SUMMARY OF THE INVENTION

This invention provides conjugates comprising Substance P, or an analog thereof, and a protein that inhibits protein synthesis. The protein may be the ribosome-inactivating protein saporin (SAP).

This invention provides a method of reducing the perception of pain by a subject comprising administering to the subject an effective amount of the pharmaceutical composition of the conjugate comprising Substance P, or an analog thereof, and a protein that inhibits protein synthesis, so as to reduce the perception or pain by the subject. The protein may be the ribosome-inactivating protein SAP.

This invention provides a method of selectively destroying NK-1 receptor expressing cells in a subject comprising administering to the subject an effective amount of the conjugate comprising Substance P, or an analog thereof, and a protein that inhibits protein synthesis, so as to selectively destroy NK-1R-expressing cells. The protein may be ribosome-inactivating protein SAP.

This invention also provides a method for treating a NK-1 receptor associated disorder in a subject, which comprises administering to the subject an amount of the pharmaceutical composition comprising Substance P, or an analog thereof, and a protein that inhibits protein synthesis, to thereby treat a disorder associated with the NK-1R. The protein may be the ribosome-inactivating protein SAP.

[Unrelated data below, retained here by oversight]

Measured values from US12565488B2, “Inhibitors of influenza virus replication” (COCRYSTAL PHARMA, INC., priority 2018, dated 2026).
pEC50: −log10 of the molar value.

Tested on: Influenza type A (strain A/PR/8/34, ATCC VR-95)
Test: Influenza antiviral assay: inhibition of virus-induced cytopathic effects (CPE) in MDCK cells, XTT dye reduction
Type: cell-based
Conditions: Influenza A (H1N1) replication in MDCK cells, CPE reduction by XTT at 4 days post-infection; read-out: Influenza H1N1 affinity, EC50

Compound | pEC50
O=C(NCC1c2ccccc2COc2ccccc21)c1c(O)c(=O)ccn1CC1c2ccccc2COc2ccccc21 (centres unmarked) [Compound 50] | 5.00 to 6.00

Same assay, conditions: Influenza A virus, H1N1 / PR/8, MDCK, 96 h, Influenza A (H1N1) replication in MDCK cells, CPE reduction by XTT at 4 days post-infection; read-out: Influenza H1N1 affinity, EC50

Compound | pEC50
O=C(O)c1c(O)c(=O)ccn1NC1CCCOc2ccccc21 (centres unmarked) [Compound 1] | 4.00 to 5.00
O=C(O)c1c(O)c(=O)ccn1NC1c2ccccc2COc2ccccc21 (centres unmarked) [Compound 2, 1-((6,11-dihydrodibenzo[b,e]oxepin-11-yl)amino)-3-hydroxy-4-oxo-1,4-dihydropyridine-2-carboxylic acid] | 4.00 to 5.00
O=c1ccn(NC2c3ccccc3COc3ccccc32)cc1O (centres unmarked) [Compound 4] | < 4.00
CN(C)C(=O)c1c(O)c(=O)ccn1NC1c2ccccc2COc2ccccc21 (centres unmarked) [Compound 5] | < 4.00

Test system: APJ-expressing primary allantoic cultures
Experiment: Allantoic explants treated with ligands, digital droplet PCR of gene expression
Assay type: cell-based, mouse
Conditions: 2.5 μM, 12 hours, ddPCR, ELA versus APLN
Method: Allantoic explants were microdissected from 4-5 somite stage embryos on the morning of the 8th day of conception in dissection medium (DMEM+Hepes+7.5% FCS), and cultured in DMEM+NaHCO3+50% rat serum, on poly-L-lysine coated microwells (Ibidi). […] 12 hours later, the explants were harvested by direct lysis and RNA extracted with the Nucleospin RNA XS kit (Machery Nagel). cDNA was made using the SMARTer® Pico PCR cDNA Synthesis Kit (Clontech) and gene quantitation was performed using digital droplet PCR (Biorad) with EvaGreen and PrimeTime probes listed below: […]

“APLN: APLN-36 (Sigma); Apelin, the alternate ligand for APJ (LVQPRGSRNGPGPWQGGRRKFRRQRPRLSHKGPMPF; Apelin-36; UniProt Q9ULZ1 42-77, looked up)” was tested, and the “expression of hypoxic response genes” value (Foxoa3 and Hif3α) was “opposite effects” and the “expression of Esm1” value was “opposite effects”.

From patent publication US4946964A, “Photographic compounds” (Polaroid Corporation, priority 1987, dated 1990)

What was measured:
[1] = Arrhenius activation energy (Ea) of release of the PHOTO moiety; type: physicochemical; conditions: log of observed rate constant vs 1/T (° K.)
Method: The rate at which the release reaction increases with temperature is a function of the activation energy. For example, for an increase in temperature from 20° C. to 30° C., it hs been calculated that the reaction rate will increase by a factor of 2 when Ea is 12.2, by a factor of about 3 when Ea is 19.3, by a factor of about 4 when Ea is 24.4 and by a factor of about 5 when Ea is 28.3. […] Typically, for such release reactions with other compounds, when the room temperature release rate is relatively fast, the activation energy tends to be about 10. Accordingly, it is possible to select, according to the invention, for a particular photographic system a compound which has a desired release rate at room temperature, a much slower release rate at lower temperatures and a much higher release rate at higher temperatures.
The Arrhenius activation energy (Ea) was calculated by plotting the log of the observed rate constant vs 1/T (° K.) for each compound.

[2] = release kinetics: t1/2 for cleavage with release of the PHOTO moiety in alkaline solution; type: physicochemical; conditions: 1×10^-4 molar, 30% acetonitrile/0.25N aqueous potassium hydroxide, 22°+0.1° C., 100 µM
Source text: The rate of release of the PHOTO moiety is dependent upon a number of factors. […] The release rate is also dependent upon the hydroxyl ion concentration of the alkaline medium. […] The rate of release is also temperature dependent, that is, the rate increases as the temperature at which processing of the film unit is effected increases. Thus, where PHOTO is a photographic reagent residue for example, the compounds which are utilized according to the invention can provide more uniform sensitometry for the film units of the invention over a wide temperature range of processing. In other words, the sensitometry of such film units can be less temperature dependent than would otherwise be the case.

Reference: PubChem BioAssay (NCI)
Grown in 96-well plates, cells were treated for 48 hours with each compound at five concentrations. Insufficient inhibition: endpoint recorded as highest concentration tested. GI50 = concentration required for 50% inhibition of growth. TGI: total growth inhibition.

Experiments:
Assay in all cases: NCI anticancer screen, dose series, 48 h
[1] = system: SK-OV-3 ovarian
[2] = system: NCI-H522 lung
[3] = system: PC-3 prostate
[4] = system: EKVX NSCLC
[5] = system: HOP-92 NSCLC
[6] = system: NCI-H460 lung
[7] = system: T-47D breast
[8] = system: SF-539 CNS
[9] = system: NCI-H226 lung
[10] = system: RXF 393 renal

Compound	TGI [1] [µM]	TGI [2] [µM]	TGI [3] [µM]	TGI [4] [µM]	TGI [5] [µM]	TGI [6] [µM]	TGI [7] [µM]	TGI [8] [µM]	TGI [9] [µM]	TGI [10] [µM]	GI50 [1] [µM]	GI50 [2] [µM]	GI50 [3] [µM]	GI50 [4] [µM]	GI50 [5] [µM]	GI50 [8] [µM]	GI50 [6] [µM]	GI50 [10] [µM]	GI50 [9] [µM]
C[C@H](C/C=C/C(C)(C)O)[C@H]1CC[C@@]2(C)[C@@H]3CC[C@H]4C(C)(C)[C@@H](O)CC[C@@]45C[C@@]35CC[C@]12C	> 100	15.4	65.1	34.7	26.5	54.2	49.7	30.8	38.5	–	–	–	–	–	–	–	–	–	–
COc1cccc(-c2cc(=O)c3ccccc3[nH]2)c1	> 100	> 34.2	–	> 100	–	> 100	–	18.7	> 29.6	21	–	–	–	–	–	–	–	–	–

BRIEF DESCRIPTION OF THE FIGURES

FIG. 1: Sodium dodecyl sulfate polyacrylamide gel electrophoresis of SP-SAP.

FIG. 2: Sodium dodecyl sulfate polyacrylamide gel electrophoresis of [Sar9, Met (02)11]-SP-SAP.

FIG. 3: Protein synthesis inhibition by saporin, derivatized saporin (SAP-SPDP) and SP-SAP.